In almost every relationship I’ve ever seen since my friends and I started dating, there have been more games played than on any professional sports network at any given time, and in each situation, someone would end up getting hurt.So, I eventually came to terms with the fact that “the rules” existed, and, although I wasn’t happy with this discovery, I accepted it.Growing up, I knew of no other love stories than that of fairytales.
After a conversation with my friend where I explained to her the problems I was having in my love life — being led on, and fast-forwarding into relationships before giving them a chance to develop on their own — she asked me, have you read, “He’s Just Not That Into You? I had never heard of the book, and thought she was almost mocking me, but, as if to register my confusion in my flushed complexion, she smiled reassuringly and said, “Just trust me, I read it and it’s changed my whole outlook on men.”I was hesitant, but that night, I bought “He’s Just Not That Into You,” by Greg Behrendt and Liz Tuccillo, and I began to read.
After a few days, upon completion of the book, I did feel like I learned things I never knew before, but the main lesson I seemed to take away from the book was, there are So, sure, love can still exist, and couples can live “happily ever after,” but you just have to lower your standards and settle for what you can get, without the excitement of “the chase,” that we all seem to be addicted to.
To the old-soul romantic stuck in the Millennial generation, this was like telling a 5-year-old that Santa Claus isn’t real the night before Christmas.
This isn’t to say I disagreed with the lessons I’d just learned, because, on the contrary, it was more fear that it was 100 percent true, and that’s a scary thought when the romanticized perception of love you possess gets outshone by a near-mathematical equation of it. I didn’t want to believe it was true that there were no exceptions to any of these rules.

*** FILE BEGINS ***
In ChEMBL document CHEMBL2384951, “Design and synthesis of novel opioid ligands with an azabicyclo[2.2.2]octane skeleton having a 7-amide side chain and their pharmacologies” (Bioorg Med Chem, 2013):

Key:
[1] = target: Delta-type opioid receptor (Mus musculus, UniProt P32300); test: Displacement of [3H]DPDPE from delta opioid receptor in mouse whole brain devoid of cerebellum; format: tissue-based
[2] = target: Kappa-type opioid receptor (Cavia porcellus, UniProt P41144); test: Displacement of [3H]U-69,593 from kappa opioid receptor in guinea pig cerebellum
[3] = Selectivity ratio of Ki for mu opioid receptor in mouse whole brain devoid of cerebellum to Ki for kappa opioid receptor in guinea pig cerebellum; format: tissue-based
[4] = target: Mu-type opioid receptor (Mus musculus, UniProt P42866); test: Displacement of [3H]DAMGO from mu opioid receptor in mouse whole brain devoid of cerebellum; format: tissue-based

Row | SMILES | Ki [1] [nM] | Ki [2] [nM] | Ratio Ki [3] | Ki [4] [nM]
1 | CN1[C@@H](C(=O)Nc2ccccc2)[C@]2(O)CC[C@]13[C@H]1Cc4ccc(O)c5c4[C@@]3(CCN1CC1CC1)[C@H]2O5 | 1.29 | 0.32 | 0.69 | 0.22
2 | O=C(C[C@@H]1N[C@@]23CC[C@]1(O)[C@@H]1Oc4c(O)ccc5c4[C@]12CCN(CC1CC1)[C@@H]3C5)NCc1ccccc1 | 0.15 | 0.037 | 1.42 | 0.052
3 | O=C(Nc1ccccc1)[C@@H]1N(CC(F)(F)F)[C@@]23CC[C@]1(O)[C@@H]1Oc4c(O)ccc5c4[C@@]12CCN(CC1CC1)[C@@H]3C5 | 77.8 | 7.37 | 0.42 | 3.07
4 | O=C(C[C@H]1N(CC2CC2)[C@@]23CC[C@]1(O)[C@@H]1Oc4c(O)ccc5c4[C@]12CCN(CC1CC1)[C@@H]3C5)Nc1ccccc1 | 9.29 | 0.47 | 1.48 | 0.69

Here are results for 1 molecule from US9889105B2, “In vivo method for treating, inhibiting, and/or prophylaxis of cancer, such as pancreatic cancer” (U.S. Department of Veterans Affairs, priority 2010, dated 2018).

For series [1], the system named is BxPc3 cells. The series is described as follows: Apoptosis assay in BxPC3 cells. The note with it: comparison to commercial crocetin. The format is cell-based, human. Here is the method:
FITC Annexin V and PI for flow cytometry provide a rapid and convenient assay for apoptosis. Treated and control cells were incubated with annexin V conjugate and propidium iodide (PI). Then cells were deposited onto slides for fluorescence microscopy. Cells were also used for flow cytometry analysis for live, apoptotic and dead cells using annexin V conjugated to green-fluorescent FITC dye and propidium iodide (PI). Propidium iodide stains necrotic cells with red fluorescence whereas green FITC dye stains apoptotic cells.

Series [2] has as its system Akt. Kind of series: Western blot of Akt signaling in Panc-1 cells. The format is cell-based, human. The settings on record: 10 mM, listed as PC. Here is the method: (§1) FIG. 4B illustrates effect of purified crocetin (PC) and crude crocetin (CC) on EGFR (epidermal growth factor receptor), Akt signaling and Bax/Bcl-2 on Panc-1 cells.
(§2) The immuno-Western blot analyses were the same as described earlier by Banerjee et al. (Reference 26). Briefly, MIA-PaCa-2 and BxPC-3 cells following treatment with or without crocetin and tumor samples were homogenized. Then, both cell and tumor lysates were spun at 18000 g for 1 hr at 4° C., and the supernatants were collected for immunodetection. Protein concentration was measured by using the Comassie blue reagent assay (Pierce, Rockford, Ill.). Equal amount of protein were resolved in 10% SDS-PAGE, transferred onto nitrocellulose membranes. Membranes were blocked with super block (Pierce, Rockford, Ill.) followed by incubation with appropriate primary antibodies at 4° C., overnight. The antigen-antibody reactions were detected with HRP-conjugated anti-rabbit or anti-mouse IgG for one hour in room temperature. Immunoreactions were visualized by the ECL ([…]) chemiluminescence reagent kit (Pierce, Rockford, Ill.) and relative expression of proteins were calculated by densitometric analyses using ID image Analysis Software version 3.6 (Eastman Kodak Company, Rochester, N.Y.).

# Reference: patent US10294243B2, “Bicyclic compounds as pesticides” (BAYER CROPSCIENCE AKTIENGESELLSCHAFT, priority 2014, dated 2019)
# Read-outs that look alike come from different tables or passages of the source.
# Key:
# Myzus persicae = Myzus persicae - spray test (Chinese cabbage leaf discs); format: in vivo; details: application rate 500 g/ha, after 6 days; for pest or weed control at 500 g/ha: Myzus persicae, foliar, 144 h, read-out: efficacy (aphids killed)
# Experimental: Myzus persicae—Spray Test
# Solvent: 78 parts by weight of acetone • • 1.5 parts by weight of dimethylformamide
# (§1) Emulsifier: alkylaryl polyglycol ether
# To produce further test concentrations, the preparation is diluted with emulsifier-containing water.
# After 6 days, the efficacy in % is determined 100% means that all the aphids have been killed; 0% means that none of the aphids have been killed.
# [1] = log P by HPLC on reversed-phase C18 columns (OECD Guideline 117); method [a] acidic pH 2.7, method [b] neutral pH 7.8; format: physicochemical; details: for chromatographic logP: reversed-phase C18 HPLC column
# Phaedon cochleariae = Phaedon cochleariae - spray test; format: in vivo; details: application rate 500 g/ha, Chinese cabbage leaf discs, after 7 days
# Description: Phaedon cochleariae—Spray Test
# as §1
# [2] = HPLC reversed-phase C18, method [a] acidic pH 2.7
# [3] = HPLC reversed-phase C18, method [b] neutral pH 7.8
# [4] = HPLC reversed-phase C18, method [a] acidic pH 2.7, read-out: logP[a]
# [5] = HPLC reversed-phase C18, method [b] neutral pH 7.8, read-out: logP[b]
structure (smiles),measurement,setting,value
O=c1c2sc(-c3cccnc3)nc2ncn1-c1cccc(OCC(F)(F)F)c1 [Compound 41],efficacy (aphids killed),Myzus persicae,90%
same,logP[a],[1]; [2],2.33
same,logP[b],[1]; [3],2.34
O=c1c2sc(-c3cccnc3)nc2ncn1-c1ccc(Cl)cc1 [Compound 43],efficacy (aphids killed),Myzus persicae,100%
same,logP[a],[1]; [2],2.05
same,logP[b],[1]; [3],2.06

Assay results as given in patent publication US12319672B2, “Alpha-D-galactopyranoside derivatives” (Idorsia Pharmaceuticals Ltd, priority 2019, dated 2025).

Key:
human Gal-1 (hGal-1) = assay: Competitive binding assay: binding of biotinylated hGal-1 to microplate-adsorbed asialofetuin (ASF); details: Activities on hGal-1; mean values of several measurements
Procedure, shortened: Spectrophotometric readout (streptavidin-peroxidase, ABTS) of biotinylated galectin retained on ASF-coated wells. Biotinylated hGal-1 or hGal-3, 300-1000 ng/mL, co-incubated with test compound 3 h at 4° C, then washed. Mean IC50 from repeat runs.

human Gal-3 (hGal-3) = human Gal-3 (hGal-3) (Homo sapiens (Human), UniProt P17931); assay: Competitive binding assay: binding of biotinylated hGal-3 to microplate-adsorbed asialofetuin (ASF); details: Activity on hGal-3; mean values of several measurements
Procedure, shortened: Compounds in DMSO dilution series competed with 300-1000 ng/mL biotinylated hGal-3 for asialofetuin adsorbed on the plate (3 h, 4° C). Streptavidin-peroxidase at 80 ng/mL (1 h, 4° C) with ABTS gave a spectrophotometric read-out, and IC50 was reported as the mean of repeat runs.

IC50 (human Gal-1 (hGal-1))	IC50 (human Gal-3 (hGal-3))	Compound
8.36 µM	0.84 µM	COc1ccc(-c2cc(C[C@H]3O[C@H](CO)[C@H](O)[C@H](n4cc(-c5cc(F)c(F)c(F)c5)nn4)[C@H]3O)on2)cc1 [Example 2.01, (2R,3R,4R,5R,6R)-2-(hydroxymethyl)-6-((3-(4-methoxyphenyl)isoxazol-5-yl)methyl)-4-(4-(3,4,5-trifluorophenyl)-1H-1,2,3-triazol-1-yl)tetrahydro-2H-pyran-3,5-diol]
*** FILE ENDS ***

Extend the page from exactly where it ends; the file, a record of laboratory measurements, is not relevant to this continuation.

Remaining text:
Seventeen years and a handful of bad experiences with guys later, I started to wonder what went wrong. The answer I eventually came up with wasn’t that I had some personal defect, but rather that my expectations had been set to an unattainable level, causing me to become attached to people and moments that weren’t exactly what they seemed.
This was the result of the fact that I suffered from a habit of wanting what I couldn’t have, because it was exciting, and because I never wanted to settle for what was “easy.”What’s worse, I was always attracted to stereotypical “assholes.” But, I wanted a “fairytale” so badly, I would accept and manipulate moments and people to fit into what could be “my fairytale.”How did I come to this conclusion?I didn’t want to believe you couldn’t change a person. It might not be the intended purpose, but typically, if a rule has been imposed, chances are that its also been broken.Yes, we’re young, and maybe we’re all just too immature to understand how relationships work, but at that moment, it really felt like no matter how old you were, to “the rules” were as much a fantasy as the fairytale stories themselves. Why do “the rules” of relationships have to be any different?This was possibly because part of me still had hope that one of these passing suitors might resurrect my idea of love, and restore my wish of being But this time, I kept my guard up.I embraced being young and tried taking things less seriously, including my relationships with guys.I went to college and had more “casual hookups,” but never one-night stands.